Not everyone loves marmalade, but that's cool, because this isn't marmalade. I promise. Marmalade is justly unpopular with discerning citizens and for very good reason; there's a lot of really shitty material out there, just waiting to drag one's tastebuds on a horror ride from what is this into fucking hell get it off me territory with its puzzlingly perverse and irredeemable bitterness.
Orange jam is an entirely different thing.
As a confirmed citrus freak, I burn my oral membranes out each and every winter, sucking down every variety I can lay my greedy paws on. If you've never tasted a blood orange, you will possibly be surprised by the literal nature of their flesh and their lack of upfront acidity. Their complex, dirty undertones can creep almost toward umami; they're not super-weird, but they're not for everyone. It isn't absolutely necessary to go hunting them down for this recipe; those brilliant late winter Navels are just as good, if not better preservation prospects, due to the persistence of their high notes and clean sweetness. I like the bloods because they're a bit exotic and the colour is more intense.
Choose relatively unblemished oranges if you're concerned about aesthetics, as the skin is visible in the final result. It's not crucial, though, and you're better off sourcing wonky organic fruit sans the weird waxy crap some produce is dipped in these days to extend shelf life.
The only remotely special item needed for this recipe is a big fuck-off cooking pot that can take twelve large oranges and 3kg of sugar. The one I use is about 24cm across and 20 high, and it's still a bit inadequate, really; get a bigger one if you can.
You don't need to be anal about the quantities. Just don't use too much water or your pulp will take too long to boil down and I actually think 3L is probably more optimal than the amount quoted. The ginger quotient is up to you; we like lots and use a whole large-ish hunk of it. Leave it out altogether if you're not into it.
Please note that this recipe calls for overnight soaking of combined fruit. You can probably cut this down to a long afternoon if pressed. As a general principle, I suggest it's better to be organised and righteous than sloppy when it comes to making preserves. Botulism loves poor impulse control.
Juice the lemons. Chuck the juice, oranges, ginger and water into the cooking pot as per above pic and leave covered in a cool room or fridge overnight.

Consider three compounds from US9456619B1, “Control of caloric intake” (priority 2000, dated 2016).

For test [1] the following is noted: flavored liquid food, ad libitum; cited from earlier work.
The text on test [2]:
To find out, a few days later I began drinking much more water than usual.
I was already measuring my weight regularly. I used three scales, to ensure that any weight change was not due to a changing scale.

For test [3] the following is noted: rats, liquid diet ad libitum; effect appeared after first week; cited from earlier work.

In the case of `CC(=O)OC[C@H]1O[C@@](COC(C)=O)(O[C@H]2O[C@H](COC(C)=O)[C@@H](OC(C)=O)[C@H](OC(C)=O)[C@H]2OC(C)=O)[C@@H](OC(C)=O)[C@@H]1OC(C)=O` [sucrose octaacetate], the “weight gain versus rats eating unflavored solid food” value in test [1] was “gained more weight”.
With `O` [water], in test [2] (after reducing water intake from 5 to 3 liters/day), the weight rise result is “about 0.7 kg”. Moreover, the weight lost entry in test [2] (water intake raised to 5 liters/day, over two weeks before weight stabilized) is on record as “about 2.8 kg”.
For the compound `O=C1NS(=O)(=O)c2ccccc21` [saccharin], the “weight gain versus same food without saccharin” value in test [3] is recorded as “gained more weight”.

The next day, bring the fruit and water mix to the boil and keep it going at a lively roll for around 40 min. See how the pot at right is too small? Don't do that; jam burns from overflows and spatters suck dog's balls.
Remove from heat, add the sugar slowly and mix very well, keeping it off the bottom. Anything stuck there will burn horribly and ruin the jam.
12 large oranges (blood, or whatever)
3 huge or 4 medium lemons
1 medium stick of fresh root ginger
3 kilos of white sugar
3.5 L water
8-10 medium/large jars
Rigorously clean all the fruit, ginger included. No need to peel the latter unless you're one of those people.
Look the oranges over for soft spots, nasty bits and mould; don't waste the whole fruit, just cut a wide margin around these blemishes. I top and tail the oranges to eliminate annoying thick pieces in the final result but that's up to you.
Cut all oranges in half, then half again and then into narrow strips, remembering the final thickness of rind will persist in the result, so think about the dimensions you prefer. Slice the ginger down to whatever thickness pleases you.
Return to heat and stir fairly regularly to make sure everything's dissolved. Keep it on a medium boil for another 40-60 min until it reduces to around two thirds (as per left pic) and starts bunching on the spoon and cool-setting. You might need or prefer to boil for longer depending on how thick and sticky you like the jam; I prefer runny, so come out at around 50 min. (The jam will set further in the fridge once opened so don't panic).
Importantly, you should let this jam rest in the pan, off heat, for around 10 mins to cool before filling your jars, so the orange pieces don't all float to the top- I was a bit impatient and you can see it in pic below.
Mine still slops around in the jar after a notional set, but you can boil it down to rubbery firmness; while I personally think this is gross, you're the one eating it. We like to spoon it out and let the syrup soak into the toast while the fruit sits on top, smiling at you. Refrigerate once opened. Use liberally in poultry recipes, sauces and on cakes, too.